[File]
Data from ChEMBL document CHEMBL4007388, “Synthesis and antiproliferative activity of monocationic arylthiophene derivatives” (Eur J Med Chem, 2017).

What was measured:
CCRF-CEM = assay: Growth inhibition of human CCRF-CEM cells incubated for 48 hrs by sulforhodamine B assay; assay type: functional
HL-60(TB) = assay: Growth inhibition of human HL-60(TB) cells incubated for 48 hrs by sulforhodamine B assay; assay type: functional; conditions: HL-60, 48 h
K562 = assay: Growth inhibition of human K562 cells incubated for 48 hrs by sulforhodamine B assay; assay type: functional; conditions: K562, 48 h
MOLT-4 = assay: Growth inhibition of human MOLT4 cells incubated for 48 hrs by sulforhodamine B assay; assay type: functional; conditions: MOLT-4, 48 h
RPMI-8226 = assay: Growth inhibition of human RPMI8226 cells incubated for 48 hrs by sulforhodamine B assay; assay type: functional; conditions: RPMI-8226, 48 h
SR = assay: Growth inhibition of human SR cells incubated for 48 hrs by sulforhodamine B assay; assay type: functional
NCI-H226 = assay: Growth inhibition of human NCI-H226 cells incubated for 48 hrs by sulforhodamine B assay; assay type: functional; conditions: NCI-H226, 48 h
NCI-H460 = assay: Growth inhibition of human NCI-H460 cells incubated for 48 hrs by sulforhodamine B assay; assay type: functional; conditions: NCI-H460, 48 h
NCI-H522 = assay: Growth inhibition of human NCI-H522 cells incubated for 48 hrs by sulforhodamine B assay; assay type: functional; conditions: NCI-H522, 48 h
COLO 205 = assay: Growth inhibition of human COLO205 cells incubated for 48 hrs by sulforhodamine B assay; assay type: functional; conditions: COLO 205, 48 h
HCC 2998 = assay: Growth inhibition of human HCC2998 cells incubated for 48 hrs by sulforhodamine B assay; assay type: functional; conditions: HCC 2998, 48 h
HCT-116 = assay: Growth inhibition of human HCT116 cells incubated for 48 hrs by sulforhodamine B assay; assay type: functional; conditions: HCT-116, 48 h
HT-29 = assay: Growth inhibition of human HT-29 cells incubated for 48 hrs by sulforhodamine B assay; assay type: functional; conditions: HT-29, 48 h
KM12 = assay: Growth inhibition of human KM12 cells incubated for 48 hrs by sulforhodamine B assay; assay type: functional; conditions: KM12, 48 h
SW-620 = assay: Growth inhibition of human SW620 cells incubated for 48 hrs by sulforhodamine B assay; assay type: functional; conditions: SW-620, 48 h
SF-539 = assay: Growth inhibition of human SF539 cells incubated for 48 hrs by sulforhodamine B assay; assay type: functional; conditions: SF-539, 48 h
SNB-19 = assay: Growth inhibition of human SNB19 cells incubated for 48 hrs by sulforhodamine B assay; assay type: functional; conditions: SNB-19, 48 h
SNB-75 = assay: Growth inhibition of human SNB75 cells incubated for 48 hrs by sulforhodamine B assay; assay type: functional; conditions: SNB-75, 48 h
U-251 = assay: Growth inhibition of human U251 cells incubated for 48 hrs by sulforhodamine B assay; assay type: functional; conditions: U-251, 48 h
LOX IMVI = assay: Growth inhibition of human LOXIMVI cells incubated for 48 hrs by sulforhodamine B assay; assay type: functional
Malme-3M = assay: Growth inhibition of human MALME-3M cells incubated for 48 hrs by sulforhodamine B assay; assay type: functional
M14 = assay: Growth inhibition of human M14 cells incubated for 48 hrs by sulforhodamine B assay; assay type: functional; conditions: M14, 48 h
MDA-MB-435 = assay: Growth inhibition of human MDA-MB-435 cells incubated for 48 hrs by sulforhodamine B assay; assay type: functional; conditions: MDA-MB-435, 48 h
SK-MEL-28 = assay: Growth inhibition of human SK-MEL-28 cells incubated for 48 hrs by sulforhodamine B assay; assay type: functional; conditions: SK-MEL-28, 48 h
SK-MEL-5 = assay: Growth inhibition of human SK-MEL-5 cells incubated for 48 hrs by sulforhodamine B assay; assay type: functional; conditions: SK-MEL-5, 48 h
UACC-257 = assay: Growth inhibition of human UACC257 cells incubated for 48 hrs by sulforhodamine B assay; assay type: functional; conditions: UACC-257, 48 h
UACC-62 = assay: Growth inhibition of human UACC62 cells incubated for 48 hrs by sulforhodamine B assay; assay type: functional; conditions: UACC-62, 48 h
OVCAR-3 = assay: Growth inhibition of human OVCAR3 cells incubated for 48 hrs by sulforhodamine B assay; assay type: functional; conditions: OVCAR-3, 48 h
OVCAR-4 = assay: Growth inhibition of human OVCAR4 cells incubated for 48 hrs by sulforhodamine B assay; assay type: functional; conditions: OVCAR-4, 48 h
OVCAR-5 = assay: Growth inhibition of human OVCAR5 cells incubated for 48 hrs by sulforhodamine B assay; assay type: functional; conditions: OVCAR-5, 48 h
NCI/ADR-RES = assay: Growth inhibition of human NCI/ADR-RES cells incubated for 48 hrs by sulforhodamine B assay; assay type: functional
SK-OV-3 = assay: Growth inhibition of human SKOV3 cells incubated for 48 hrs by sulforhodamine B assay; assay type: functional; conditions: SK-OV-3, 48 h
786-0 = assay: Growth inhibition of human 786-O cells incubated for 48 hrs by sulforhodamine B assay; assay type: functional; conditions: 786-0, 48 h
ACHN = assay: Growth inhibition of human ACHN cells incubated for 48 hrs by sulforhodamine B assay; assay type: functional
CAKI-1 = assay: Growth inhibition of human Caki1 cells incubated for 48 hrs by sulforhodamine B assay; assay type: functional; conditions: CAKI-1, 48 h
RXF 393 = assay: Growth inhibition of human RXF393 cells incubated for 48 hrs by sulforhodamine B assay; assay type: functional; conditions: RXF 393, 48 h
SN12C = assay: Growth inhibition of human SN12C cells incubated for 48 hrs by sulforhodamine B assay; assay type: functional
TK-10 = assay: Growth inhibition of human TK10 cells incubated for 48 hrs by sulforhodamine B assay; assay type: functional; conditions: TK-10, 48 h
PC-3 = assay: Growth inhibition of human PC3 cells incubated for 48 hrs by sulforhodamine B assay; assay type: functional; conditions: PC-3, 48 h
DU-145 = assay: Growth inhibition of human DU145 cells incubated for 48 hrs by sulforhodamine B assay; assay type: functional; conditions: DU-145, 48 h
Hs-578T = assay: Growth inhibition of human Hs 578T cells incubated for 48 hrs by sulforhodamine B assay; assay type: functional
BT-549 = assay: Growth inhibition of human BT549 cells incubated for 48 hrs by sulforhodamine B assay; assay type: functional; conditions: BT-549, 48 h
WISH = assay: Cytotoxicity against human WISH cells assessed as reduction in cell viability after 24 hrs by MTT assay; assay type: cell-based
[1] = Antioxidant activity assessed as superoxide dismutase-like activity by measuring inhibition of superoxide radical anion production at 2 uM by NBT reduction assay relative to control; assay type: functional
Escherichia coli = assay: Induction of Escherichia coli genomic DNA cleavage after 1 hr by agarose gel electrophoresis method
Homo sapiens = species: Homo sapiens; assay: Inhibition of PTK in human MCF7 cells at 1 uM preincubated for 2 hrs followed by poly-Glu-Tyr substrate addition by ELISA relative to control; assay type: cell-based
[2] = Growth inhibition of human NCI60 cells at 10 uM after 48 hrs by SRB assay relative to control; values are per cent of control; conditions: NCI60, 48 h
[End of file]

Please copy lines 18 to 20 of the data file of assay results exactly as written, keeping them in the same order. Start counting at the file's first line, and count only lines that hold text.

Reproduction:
SF-539 = assay: Growth inhibition of human SF539 cells incubated for 48 hrs by sulforhodamine B assay; assay type: functional; conditions: SF-539, 48 h
SNB-19 = assay: Growth inhibition of human SNB19 cells incubated for 48 hrs by sulforhodamine B assay; assay type: functional; conditions: SNB-19, 48 h
SNB-75 = assay: Growth inhibition of human SNB75 cells incubated for 48 hrs by sulforhodamine B assay; assay type: functional; conditions: SNB-75, 48 h